As a student, it can sometimes be difficult to identify when you are working too hard or not working hard enough. No one ever tells you exactly how long you should spend working or when to take a break, which can result in a day spent staring at a computer screen without making time for lunch.
With lockdown putting immense mental strain on students, it is more important than ever to incorporate enjoyable activities into your daily routine. I want to share my top tips for finding the balance between work and play
1. Practice self care.
University can be the source of so much stress and anxiety, especially when trying to navigate through a global pandemic and periods of social isolation. However, it is important to remember that university will always come secondary to your physical and mental wellbeing.
It is near impossible to retain knowledge and study effectively without being physically healthy and in a good headspace. Read my blog on ‘selfcare for students’ for some ideas on how to look after yourself at university.
2. Take control of your time.
It is essential that you recognise that you are in charge of your own schedule. Instead of passively drifting through the day, ensure that you are making active choices about how to spend your time.
I find the most useful method, to ensure that I spend my time constructively, is to devise a daily plan or check list. A well-balanced day should encompass some fun activities and hobbies in addition to your work or studies. It does not matter that on some days you will prioritise work and on others you may spend very little time in the study, what is important is that your life has components of both work and play.
A good way to devise your time effectively is to divide each day into slots for studying, socialising, hobbies, and relaxation. These slots can be as short or as long as you like to fit into your schedule. It is essential that you stay aware of how you are spending your time and be prepared to acknowledge when you begin to tip the equilibrium and make changes accordingly.
Read my blog titled, ‘there are enough hours in the day’ for more ideas on how to use your time effectively.
3. Do not mix work and play.
Once you have a plan in place it is vital that you do not waste time. If you have allocated an hour to spend studying, turn your phone off and remove all distractions. Likewise, if you have a day planned with your friends, do not be tempted to reply to any university emails.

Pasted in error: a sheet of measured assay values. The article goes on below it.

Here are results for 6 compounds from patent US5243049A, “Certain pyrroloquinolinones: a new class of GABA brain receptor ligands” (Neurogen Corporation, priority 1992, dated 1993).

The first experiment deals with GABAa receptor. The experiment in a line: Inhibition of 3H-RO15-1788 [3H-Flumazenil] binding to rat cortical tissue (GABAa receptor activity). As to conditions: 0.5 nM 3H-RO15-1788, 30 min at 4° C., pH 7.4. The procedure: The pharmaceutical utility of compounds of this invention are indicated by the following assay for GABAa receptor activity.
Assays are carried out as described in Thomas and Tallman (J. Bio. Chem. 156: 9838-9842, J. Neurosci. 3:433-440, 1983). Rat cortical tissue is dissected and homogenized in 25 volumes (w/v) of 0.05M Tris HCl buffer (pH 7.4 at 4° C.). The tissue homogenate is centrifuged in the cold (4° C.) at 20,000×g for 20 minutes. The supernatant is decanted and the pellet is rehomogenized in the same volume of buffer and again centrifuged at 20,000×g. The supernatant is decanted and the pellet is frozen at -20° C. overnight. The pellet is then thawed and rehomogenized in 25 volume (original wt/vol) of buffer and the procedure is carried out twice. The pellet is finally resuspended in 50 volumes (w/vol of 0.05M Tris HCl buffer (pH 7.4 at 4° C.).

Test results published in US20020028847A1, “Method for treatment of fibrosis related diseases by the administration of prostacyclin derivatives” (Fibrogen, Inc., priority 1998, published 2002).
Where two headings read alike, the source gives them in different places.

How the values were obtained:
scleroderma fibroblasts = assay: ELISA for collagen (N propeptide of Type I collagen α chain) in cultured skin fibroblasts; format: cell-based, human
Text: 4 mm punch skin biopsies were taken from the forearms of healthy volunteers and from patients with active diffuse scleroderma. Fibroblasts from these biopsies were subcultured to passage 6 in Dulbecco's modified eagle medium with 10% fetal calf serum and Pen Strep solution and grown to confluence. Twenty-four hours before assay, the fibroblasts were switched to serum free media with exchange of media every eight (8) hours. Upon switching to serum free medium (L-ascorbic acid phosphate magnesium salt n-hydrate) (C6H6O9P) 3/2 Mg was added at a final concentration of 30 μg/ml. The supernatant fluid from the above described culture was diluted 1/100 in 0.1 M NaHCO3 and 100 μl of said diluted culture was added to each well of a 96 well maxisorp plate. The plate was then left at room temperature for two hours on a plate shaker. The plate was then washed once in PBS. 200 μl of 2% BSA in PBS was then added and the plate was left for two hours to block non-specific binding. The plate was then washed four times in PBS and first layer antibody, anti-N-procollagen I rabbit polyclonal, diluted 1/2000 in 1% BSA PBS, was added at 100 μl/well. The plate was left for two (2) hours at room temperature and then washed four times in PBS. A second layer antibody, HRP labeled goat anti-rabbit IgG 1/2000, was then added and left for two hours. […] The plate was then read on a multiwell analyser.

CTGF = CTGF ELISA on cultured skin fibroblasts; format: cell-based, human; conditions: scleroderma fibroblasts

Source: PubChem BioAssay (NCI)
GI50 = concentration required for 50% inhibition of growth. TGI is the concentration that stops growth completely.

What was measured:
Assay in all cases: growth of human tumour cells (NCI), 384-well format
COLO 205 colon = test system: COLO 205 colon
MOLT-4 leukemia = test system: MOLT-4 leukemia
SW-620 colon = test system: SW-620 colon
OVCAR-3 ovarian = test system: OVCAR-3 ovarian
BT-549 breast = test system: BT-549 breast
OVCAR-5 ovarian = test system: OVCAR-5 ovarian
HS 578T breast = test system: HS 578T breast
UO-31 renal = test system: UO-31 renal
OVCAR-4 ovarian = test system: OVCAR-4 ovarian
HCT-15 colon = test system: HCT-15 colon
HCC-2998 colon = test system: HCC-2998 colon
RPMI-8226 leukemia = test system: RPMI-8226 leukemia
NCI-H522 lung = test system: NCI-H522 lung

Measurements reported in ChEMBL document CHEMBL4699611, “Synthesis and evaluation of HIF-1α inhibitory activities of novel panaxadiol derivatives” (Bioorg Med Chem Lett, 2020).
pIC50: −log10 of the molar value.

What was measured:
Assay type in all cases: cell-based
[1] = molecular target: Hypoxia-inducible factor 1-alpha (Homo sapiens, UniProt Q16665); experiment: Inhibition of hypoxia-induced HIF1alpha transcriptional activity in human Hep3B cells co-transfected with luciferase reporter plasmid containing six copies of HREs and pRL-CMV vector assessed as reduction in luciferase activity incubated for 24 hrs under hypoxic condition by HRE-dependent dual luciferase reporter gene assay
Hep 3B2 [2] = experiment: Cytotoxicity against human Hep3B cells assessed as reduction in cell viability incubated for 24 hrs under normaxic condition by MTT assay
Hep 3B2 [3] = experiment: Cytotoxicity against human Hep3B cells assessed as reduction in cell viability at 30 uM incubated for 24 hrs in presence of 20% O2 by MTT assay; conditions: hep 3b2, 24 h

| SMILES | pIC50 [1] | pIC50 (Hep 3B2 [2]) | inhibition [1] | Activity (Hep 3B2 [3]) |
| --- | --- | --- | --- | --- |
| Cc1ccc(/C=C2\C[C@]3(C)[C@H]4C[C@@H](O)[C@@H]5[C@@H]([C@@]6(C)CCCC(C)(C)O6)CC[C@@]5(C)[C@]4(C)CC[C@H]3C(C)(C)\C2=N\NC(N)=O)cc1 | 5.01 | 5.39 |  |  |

Blurring the boundaries is an inefficient use of your time because productivity will reduce, leaving you feeling unfulfilled and frustrated.
4. Take regular breaks.
You do not need to spend countless hours staring into a textbook to study effectively, in fact, this is actually a less productive way to conduct your work. Smaller bursts of studying with regular movement breaks can seem a lot less arduous, resulting in a reduction in mental fatigue which can only be beneficial when trying to acquire knowledge.
I enjoy going for a run at lunch or a walk in between lectures to help my mind and body switch off from studying. You will find that a small amount of exercise in the fresh air goes a long way in helping your mind and body stay healthy and happy.
It is also important to fuel correctly throughout the day and so take advantage of your breaks and grab a nutritious lunch or snack. Skipping meals can lead to increased fatigue and a reduction in cognitive function, not ideal if you are trying to concentrate in a lecture and retain important information.
5. Seek additional help if required.
Finding the balance is an incredibly difficult venture and one which you do not have to tackle alone. The University has a copious number of resources that you can use if you are finding managing your time a struggle, these include:
- An Introduction to Time Management, by the Careers Service, which details activities that could help with developing time management skills.
- The Library’s My Learning Essentials which provides students with an online platform to develop your personal and professional skills.
- Student guidance PDF developed by the university on effective time management and avoiding procrastination
- Student guidance PDF written by Dr Rachid M’Rabty (SEED student support and engagement officer) on improving your time management skills
- The University counselling and mental health service which offers support in the form of workshops, group sessions, resources, and individual consults.